Pippin Orchard in Cranston, RI integrated pest mgmt / GAP certified
Some of what we grow is available year-round.
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Cranston, RI - “The part I like best is showing people where their food comes from,” says Joe Polseno of Pippin Orchard. As the second generation to farm the orchard which his father, Ray, purchased in 1964, Joe grew up understanding the cycles of the seasons. However, he explains, supermarkets that fly in produce from around the world have affected consumers’ understanding of the growing process. “Many kids—adults too—call in April wanting to pick apples,” he says. “When I tell them that we don’t have apples yet, they say, ‘Oh, well, I saw them at the market.’”
Joe’s role on the farm is one of an educator as well as a farmer. Families that visit Pippin Orchard for apple-picking in the fall leave with a better understanding of how their food was grown and produced. Since the Polsenos do not usually sell their fruit at local farmers’ markets, fans of their crisp, delicious apples must travel to the Pippin Orchard’s farm stand to find them. Visitors will leave with a wealth of knowledge after talking with the Polsenos, who are eager to share what they’ve learned after nearly fifty successful years of farming.
Most of Pippin Orchard’s 20 acres are devoted to fruit trees—apples, peaches, pears, plums, and nectarines, all which are sold at the farm stand in season. Their vegetable beds include eggplant, pepper, and tomato plants, which are sold to gardeners and occasionally harvested for local restaurants or the Rhode Island Food Bank. Pippin Orchard also grows a variety of annuals and perennials in their greenhouses, including an amazing assortment of geraniums and petunias. The greenhouses are open throughout the spring—typically April, May and June—and welcome many gardeners during that time.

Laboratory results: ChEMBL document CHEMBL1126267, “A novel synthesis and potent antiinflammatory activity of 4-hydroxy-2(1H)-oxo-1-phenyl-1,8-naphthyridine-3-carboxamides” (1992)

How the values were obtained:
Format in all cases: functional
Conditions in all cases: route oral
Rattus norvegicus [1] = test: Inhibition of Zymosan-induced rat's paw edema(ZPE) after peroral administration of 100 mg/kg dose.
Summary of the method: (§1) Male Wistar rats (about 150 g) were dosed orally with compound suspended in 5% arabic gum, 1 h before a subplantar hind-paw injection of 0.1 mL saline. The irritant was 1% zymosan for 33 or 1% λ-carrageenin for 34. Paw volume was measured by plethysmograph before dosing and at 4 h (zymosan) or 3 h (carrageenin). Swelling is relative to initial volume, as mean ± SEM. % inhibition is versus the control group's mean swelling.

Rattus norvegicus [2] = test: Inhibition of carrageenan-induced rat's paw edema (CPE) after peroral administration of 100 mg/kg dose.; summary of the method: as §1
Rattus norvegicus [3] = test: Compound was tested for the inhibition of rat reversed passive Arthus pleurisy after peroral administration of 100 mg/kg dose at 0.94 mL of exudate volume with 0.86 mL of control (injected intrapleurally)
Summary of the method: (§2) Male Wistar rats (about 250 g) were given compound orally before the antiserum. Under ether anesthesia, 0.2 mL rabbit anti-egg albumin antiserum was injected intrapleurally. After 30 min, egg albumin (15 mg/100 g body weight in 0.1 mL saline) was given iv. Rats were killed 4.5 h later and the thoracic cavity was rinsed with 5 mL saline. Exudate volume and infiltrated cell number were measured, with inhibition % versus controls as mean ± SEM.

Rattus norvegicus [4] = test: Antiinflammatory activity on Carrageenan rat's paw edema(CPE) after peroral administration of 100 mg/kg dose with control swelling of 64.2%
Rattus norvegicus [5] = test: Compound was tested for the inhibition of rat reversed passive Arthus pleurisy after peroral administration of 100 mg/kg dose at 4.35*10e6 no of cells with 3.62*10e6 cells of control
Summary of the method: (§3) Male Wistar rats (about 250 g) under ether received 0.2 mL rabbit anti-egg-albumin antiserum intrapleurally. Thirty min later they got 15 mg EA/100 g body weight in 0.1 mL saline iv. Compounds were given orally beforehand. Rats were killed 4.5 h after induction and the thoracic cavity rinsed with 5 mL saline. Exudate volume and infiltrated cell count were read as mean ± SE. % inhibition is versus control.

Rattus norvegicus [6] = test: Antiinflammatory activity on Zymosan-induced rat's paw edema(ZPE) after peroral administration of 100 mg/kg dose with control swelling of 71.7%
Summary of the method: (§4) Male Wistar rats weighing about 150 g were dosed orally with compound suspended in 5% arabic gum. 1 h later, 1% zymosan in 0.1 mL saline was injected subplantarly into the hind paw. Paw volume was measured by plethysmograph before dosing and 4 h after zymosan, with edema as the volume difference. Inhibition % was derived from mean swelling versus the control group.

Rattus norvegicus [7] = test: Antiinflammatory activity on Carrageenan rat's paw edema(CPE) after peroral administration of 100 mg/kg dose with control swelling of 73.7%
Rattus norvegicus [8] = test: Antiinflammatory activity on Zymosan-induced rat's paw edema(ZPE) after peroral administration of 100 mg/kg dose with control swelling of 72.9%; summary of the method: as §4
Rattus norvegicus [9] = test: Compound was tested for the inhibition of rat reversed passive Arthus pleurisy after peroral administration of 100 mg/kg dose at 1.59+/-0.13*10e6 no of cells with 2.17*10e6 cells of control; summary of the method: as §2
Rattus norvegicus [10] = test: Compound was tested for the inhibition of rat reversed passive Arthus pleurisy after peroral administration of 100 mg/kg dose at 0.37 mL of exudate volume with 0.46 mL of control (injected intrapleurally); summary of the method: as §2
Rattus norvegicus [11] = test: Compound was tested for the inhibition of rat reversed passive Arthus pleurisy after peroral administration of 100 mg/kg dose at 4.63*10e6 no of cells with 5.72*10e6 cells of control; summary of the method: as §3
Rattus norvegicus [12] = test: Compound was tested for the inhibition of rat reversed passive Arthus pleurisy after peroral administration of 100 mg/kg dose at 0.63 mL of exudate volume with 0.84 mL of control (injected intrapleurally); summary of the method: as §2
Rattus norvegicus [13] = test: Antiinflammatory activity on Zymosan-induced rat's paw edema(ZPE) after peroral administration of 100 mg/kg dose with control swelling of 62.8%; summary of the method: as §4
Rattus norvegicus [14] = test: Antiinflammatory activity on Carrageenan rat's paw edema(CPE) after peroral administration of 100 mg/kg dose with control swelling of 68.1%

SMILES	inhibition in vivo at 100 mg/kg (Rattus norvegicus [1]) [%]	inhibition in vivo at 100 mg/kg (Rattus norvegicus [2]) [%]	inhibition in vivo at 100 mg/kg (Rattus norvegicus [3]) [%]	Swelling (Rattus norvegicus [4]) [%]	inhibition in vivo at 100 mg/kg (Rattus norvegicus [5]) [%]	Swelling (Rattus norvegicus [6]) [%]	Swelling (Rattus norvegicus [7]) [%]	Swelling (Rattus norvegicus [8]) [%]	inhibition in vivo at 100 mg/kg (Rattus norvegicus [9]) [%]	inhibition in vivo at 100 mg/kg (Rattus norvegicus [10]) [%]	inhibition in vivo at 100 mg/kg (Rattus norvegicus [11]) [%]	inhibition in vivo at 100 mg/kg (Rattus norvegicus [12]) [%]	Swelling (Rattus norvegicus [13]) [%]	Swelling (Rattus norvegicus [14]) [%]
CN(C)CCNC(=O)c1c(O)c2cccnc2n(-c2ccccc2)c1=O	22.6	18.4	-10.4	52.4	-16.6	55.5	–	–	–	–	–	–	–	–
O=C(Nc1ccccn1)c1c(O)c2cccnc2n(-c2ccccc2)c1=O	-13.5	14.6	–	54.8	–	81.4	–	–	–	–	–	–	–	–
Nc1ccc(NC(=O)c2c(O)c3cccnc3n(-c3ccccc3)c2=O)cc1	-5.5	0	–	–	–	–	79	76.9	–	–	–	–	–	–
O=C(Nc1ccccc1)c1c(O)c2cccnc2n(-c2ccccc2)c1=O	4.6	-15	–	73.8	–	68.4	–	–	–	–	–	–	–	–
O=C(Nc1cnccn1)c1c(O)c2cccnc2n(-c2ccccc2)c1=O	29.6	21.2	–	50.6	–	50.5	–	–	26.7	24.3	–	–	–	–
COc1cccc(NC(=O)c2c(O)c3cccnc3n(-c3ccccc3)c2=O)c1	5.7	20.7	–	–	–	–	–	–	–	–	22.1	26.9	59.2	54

In July, Pippin Orchard closes for a month to prepare for the upcoming apple season. The Polsenos continue to sell their vegetables on the wholesale market, but the greenhouses take second priority as everyone focuses their energy on their orchard. September is the busiest month at Pippin Orchard, with hundreds of visitors coming by to pick their own apples or stock up on delicious baked goods. In October, pumpkins are ready for picking, painting, and carving. Pippin Orchard continues selling storage apples, apple butter, and local honey and maple syrup through December, then closes for the year. The winter is spent readying the greenhouses for spring.
Due to their respect for the cycles of nature, the Polsenos have chosen to use the Integrated Pest Management (IPM) method at Pippin Orchard, and attempt to use pesticides as sparingly as possible and cause the least possible disruption to the environment. Recently, they upgraded the plastic bags used for picking and shopping at the farm stand to 100% biodegradable bags in order to minimize their impact on the earth. Their respect for the land and the work that goes into maintaining it has led to a commitment to preserve the environment, and educate others to do the same.